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Pollsmoor march

Explanation
On 28 August 1985, thousands of marchers set off from different points in Cape Town to Pollsmoor prison to demand the release of Nelson Mandela. The marches were violently disrupted by police. Nine people were killed that day, and by the end of the week the death toll had risen to 28. The event helped spark the outbreak of street protests and severe unrest across Cape Town until the end of the year.

... today he is still suffering. We never heard who were the guilty people – who had shot my son. Aftermath: The Peninsula erupts 119 After the Pollsmoor march, the townships of the Western Cape remained in upheaval until the end of the year with ongoing street battles, barricades and stone ...
... Botha delivers his ‘Rubicon’ speech in August, in which he retreats from talk of reform. In August, the UDF in Cape Town organises a march to Pollsmoor Prison to demand the release of Nelson Mandela and other political prisoners. It ends in violence when police disperse the marchers. ...
... leasehold for all Africans in the western Cape; the completion of the New Crossroads development; and the upgrading of Old Crossroads. 1985 Pollsmoor march and aftermath 111 Prior to July, urban Cape Town had a relatively low level of public resistance activities, but the Eastern Cape ...
... a telegram to say that this march will be peaceful and, to a large extent, was a symbolic march. There was no idea that we would physically go into Pollsmoor prison and break Mr Mandela out. On that Wednesday 28th we arrived with my colleagues from my denomination together with a big other crowd ...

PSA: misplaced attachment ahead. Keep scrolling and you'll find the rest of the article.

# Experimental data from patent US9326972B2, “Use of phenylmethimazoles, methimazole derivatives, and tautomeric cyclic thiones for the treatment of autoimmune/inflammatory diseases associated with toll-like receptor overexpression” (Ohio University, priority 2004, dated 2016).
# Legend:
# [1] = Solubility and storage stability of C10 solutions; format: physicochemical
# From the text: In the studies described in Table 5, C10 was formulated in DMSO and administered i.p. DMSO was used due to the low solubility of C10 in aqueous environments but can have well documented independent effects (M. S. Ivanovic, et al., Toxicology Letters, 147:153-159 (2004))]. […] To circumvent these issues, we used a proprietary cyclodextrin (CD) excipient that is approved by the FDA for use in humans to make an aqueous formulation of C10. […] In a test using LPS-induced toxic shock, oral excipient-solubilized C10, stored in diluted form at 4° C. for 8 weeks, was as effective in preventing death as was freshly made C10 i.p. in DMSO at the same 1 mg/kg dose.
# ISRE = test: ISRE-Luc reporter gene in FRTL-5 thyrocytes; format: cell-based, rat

... London offices are bombed by a South African security police team headed by Craig Williamson. Nelson Mandela is transferred from Robben Island to Pollsmoor Prison in Cape Town in March. A worldwide ‘Free Mandela’ campaign begins. COSAS activists, Siphiwe Mthimkulu and Topsy Madaka, are ...
... 1985 saw several deaths and injuries in Paarl. The first death in 1985 was that of Mr Adri ‘Aaron’ Faas [CT03207, CT00434] on the day of the Pollsmoor march. Faas was shot dead by Lieutenant Colonel WH Oosthuizen who used his private firearm. Police officer Captain Clayton, who was on duty ...
... at the hands of the security forces in the period 1983 to 1989. These were: resistance to forced removals from Crossroads, February 1985; the Pollsmoor march and the political revolt from August to December 1985; the suppression of the Defiance Campaign in September 1989. the witdoeke ...
crossfire. The hearing also highlighted violations committed against the Bonteheuwel Military Wing, the killing of the MK cadre Ashley Kriel and the Pollsmoor march. 1 This was verified in an amnesty application. ...
... taken blindfolded at night to a cliff by the sea, where he was taken to the edge and threatened with death. The following morning I was taken to Pollsmoor prison … I was put in a big hall. They locked the door and told me to undress which I did. They even forced me to take off my ...
 
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